Also, you're going to be getting some information act what types of aid you might be eligible for. Are you, in fact, eligible for grants which is the best thing part financial need is concerned. Or would you be eligible for student loans, subsidized student loans, unsubsidized student loans, as far as Stanford loans, the federal loans are concerned.

WILLIS: Janet, is there any advantage forgetting this in early?

BODNAR: I think there is, yes, because first of all, you get it out of the way and also, schools look at the FAFSA, as well as -- it's a federal form, but schools have a look at it and they have a limited amount of student aid to disburse. So, the earlier you get it in the better your shot at getting that financial aid.

WILLIS: All right, I want to get this in, because I think it's a great list. You guys have a top values in public colleges, a great list, great education, low price. What's at the top?

BODNAR: At the very top is UNC Chapel Hill.


BODNAR: Are you an alum?

WILLIS: My brother is. It's a great school. BODNAR: But we've got -- this is "Kiplinger's 100 Best Values in Public Colleges and Universities". All the information is on our Web site, and not only do you get to read about the schools but you get to parse that information, finding out how much financial aid the schools actually give, what you or your student's indebtedness might be at graduation, lots of really great information. And these are all top flight academic institutions, as well.

WILLIS: Top flight. All right, Janet, thank you for your help, today.

BODNAR: Oh, my pleasure, Gerri.

WILLIS: Up next, we'll help you keep your New Year's resolution, dig out of debt and protect your bottom line. Plus, everything you need to know about early termination fees, as well as infomercial mania.


WILLIS: Getting into debt isn't hard to do, especially during the holiday season. Last year we introduced you to the Hildebrandt's, a Wisconsin family that managed to dig themselves out of a six-figure debt in less than five years. And this year they're pledging to stay debt free.


WILLIS (voice-over): Lights, presents, debt. For some, it's inevitable after the holiday season. But not for the Hildebrandt's. The family we first met last October, after they climbed out of a whopping $123,000 of debt.

KANDY HILDEBRANDT, STAYING DEBT FREE: This beautiful little Victorian I got at a craft store, but on an after-Christmas sale I probably got it 65 percent, 70 percent off for her.

WILLIS: This year the Hildebrandt's survived the holiday shopping debt free. The kids still got stocking stuffers, but Kandy didn't spend more than $30 on each. One tip, thrift store shopping.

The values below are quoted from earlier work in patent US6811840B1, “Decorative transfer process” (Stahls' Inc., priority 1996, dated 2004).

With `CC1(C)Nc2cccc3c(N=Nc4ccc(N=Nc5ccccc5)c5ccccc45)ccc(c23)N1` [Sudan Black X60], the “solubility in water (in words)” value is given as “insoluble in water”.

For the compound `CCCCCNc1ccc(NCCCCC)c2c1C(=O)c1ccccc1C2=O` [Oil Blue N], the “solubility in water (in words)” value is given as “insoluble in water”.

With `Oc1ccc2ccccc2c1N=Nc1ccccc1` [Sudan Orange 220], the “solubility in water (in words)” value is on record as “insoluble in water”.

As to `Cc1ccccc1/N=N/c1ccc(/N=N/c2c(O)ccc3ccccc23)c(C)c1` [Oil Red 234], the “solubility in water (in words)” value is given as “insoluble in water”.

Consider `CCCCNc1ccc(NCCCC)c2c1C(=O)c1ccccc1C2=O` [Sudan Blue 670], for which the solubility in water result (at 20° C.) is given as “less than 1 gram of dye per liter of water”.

(on camera): How much would you pay for one of these turtlenecks?

K. HILDEBRAND: The low price going now, it's about $2.99 to $3.99.

WILLIS (voice-over): Another cost, focusing on family traditions like baking cookies or singing Christmas carols at a local nursing home instead of expensive holiday entertainment.

Just one year ago Russell Hildebrandt was working a second job as a night janitor, sleeping in his car to save on gas money. Kandy stretched their dollar with cheap meals. Today they're finishing the last of the hash browns that got them through the worst of it.

(on camera): The hash browns were part of your strategy for when you were desperate, really, saving money.

K. HILDEBRANDT: Absolutely. This was pretty much a mainstay, when there wasn't any extra money for groceries. And we'd make hash brown, we had it for breakfast, I'd make, as a side dish for dinner. As you see, soup and, yeah.

WILLIS: Any way you could?

K. HILDEBRANDT: Any way we could.

WILLIS (voice-over): It's a new age of thrift for them, a strategy that will front and center for the new year.

RUSSELL HILDEBRANDT, STAYING DEBT FREE: And we're going to go over our year, the things that we want to get and set up putting money away for certain things and staying debt free. That's our No. 1 one goal.

WILLIS: It took five years for the heldebrants to come out of their six-figure debt. But to hear them tell it, the real savings is more than dollars and cents.

K. HILDEBRANDT: You know, we found out that you really could do without things. Our quality of life did not decrease because life became more simple, you know, without all the clutter of the things that we get trapped with.


WILLIS: Fantastic family. Well, whether you're under a pile of debt or just looking to get off on the right financial foot this year, my next guest has some creative solutions. Michelle Singletary is a nationally syndicated columnist for the "Washington Post" and the author of "The Power to Prosper: 21 Days to Financial Freedom."

Welcome, Michelle.


WILLIS: Great to have you here. Now, you say we're all addicted to debt. We have a bad relationship with debt. Tell me about that.

SINGLETARY: Well, you know, for years Americans have lived the American dream on credit. Whatever we wanted, we bought, we just put it on our credit card. And then when the recession hit, people realized that they couldn't afford this massive amounts of debt. It's like we're in a bad relationship. We couldn't get out of. And so now, you know, that relationship is coming forefront and people really are starting to realize how much they were addicted to credit.

WILLIS: Yeah. And everybody encouraged you to do it, from the credit card operators to the people who wrote your mortgage. In a lot of ways the whole society made this happen. You have a solution, though, a 21-day debt diet that you're encouraging people to go on. What does it mean? SINGLETARY: Well, the 21-day challenge is a 21-day financial fast. And essentially for 21 days, you can't buy anything that is not a necessity. So, that basically means food and medicine. When I say food I mean groceries. I mean, no eating out, no shopping, no window shopping, you can't get your hair done, forget the nails.


SINGLETARY: I tell you, it's -- I mean, we're saying shut down everything. And you can't use credit, including your debit card. No plastic whatsoever.

WILLIS: All right. Stop right there.


WILLIS: No debit card? I mean, if I'm using my debit card, I'm still, you know, only using money that I have in my bank account, right now. It's not a credit card, after all. Why do you draw the line there?